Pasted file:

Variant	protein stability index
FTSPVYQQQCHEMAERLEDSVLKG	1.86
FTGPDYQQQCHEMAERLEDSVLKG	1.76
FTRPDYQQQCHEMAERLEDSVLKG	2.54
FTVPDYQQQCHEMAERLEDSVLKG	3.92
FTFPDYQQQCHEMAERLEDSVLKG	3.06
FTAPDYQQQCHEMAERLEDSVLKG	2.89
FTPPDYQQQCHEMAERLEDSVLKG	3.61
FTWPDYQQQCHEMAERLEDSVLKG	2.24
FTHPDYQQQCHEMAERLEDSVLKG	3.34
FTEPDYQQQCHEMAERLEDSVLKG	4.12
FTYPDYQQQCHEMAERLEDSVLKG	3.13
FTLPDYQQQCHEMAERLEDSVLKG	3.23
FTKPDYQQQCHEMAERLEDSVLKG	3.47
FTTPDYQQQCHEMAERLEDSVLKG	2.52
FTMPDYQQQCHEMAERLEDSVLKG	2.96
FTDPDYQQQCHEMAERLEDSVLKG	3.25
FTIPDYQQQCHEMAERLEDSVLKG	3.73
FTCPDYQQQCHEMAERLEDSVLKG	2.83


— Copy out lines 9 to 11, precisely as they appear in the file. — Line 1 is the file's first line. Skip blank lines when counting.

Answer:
FTWPDYQQQCHEMAERLEDSVLKG	2.24
FTHPDYQQQCHEMAERLEDSVLKG	3.34
FTEPDYQQQCHEMAERLEDSVLKG	4.12